Program

PO3-13-7

Differential effects of heavy metals on CCL2 release from human astrocytes

[Speaker] Norapat Rungreangplangkool:1
[Co-author] Suttinee Phuagkhaopong:2, Thitima Kasemsuk:3, Ruedeemars Yubolphan:2, Pornpun Vivithanaporn:2
1:Faculty of Medicine, Ramathibodi Hospital, Mahidol University, Bangkok, Thailand, 2:Department of Pharmacology, Faculty of Science, Mahidol University, Bangkok, Thailand, 3:Faculty of Pharmaceutical Science, Burapha University, Chonburi, Thailand

Background: Nowadays heavy metal toxicity remains one of world public health concern. In addition to systemic toxicity, heavy metals are toxic to the central nervous system (CNS). Manganese induced Parkinson's like symptoms. Cadmium is associated with Alzheimer's disease and learning disability. Excessive copper is linked with Alzheimer's disease, Parkinson's disease and Wilson's disease. Intrathecal injection of magnesium also leads to neurodegeneration. Astrocytes are major glial cells in the CNS. In addition to their neuronal supportive roles, astrocytes also play an important role in neuroinflammation by releasing various cytokines and chemokines. Manganese and cadmium induced interleukin-6 and interleukin-8 release from astrocytes. C-C motif ligand 2 (CCL2), also known as monocyte chemoattractant protein 1 (MCP1), is a major chemokine released by astrocytes. CCL2 plays a role in the pathogenesis of Alzheimer's disease, HIV-associated dementia, multiple sclerosis, and ischemic brain injury. This study aims to compare the effects of several heavy metals including cadmium, copper, magnesium, manganese and nickel on CCL2 release from astrocytes.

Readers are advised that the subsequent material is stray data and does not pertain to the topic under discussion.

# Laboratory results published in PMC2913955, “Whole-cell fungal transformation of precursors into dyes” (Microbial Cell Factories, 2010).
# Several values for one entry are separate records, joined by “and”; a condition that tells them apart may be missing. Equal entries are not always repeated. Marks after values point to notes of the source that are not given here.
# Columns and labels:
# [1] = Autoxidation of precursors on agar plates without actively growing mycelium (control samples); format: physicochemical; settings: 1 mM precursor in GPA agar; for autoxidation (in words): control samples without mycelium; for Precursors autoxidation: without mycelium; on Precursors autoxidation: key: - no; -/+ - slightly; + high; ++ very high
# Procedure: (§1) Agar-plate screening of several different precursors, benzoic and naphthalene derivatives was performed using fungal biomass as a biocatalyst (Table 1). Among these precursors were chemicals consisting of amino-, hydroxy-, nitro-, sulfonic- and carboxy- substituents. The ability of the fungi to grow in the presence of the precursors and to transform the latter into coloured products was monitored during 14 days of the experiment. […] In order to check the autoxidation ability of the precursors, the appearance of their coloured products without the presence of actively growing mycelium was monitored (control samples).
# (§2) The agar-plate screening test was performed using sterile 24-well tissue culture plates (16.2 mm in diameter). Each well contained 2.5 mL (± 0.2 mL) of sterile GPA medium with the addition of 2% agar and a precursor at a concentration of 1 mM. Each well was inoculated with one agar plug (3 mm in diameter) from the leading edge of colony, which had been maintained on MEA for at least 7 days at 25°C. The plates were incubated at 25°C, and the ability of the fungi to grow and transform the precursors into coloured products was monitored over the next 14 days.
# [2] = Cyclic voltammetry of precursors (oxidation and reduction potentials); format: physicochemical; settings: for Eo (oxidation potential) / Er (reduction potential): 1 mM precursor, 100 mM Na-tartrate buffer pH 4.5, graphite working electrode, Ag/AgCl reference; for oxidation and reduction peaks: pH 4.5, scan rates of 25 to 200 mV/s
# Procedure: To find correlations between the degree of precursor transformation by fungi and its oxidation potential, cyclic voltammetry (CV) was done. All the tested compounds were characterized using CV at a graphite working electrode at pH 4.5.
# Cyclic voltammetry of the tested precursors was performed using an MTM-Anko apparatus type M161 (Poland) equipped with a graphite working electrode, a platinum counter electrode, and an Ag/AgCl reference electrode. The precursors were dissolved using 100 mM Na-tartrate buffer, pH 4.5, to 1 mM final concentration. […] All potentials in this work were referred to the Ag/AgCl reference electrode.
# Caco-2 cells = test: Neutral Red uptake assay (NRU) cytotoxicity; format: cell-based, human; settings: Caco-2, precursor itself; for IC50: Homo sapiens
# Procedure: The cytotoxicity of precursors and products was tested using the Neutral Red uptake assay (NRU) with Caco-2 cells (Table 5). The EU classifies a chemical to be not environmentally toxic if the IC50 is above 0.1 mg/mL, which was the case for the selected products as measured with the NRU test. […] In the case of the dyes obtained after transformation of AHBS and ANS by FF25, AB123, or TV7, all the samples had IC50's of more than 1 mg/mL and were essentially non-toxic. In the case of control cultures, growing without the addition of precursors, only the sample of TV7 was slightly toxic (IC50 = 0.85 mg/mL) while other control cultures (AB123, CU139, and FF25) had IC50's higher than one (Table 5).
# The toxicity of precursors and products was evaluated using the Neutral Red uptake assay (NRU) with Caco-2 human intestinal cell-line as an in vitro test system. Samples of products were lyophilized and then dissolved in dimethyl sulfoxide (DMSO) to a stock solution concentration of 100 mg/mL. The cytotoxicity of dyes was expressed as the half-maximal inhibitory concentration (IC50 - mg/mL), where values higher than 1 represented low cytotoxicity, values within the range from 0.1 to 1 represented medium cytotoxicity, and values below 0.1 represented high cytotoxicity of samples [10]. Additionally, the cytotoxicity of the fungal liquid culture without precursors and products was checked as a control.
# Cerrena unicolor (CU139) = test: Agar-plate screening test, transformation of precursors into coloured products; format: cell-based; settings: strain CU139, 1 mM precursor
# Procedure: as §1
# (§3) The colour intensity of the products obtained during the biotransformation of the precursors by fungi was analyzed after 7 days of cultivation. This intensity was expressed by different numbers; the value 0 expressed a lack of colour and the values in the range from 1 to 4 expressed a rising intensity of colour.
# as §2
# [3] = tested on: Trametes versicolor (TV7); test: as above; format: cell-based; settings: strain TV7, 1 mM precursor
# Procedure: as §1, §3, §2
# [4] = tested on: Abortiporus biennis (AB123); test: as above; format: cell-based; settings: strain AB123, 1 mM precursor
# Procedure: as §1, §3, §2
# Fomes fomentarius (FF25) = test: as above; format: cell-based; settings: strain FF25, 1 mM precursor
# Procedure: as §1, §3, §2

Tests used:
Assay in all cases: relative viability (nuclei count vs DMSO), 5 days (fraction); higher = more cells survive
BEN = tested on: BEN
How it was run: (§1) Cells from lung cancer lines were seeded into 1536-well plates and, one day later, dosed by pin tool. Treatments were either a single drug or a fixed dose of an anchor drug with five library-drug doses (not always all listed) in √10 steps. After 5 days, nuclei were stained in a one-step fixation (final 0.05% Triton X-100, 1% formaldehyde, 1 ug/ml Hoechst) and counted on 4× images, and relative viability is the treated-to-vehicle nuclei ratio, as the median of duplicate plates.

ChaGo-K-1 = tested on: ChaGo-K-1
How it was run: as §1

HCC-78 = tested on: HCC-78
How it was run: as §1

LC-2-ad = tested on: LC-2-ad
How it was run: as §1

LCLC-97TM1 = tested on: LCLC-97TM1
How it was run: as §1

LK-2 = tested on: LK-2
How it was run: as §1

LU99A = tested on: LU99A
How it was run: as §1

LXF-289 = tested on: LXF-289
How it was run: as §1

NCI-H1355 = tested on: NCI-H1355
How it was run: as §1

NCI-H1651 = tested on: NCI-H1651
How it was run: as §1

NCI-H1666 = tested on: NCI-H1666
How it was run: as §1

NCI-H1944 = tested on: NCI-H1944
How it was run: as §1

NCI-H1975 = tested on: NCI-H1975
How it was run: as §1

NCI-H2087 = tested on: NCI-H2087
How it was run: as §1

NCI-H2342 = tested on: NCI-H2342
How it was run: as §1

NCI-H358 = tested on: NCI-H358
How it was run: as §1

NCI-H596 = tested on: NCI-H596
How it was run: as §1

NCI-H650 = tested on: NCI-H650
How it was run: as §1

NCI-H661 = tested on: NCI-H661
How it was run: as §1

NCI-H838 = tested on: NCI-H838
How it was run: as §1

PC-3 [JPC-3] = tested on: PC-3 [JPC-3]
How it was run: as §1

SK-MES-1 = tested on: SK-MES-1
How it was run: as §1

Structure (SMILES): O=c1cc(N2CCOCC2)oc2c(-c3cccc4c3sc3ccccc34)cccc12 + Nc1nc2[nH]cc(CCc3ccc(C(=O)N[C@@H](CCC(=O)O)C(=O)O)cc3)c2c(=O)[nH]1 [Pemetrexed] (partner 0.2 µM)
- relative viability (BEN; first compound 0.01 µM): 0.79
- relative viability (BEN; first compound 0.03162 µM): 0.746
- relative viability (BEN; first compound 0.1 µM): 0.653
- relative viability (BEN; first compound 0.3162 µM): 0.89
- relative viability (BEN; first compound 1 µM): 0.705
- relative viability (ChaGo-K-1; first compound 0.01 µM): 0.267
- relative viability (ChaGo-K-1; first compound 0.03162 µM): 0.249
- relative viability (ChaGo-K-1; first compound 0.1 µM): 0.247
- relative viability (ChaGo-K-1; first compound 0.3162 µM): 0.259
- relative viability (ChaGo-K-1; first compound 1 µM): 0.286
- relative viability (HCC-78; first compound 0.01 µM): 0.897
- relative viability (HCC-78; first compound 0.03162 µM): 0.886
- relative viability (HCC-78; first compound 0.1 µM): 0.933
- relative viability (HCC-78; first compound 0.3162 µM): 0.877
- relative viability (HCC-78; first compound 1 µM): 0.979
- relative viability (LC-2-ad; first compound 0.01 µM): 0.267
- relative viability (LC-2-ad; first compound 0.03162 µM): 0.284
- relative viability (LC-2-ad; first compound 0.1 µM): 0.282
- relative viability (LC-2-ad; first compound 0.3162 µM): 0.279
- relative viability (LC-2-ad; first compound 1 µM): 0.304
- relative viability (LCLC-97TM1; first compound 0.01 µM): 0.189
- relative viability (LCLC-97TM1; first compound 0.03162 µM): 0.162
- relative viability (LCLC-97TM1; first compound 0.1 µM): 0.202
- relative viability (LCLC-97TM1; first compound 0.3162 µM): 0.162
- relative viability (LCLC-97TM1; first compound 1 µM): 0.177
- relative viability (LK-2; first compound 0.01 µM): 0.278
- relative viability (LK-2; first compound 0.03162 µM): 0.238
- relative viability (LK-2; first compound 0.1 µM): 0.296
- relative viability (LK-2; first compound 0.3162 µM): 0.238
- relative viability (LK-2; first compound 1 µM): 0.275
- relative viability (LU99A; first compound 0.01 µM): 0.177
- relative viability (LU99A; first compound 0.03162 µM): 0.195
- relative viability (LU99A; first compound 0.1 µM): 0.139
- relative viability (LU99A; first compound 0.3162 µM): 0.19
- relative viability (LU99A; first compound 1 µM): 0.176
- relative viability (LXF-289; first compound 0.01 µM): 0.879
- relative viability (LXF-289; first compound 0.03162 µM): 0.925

Method: U-87 MG cells were exposed to heavy metals at 10 µM for 24 hours and CCL2 levels in supernatant were measured by ELISAs.
Results: CCL2 levels of cells treated with cadmium chloride and manganese chloride were 550% and 140% compared to mock-treated cells. Copper sulfate, magnesium chloride and nickel chloride at 10 µM have no effect on CCL2 expression. Cadmium chloride at 1 µM also induced CCL2 release by 3 folds. Because cadmium chloride at does higher than 10 µM was toxic to human astrocytes, the maximum test dose for cadmium is 10 µM. Manganese chloride at 100 µM also increased CCL2 release similar to 10 µM.
Conclusion: Cadmium has the highest stimulative effect on CCL2 release. The increased CCL2 levels could explain the association of cadmium and dementia. The reduction of CCL2 levels could be beneficial to reduce CNS toxicity by cadmium and manganese.


Advanced Search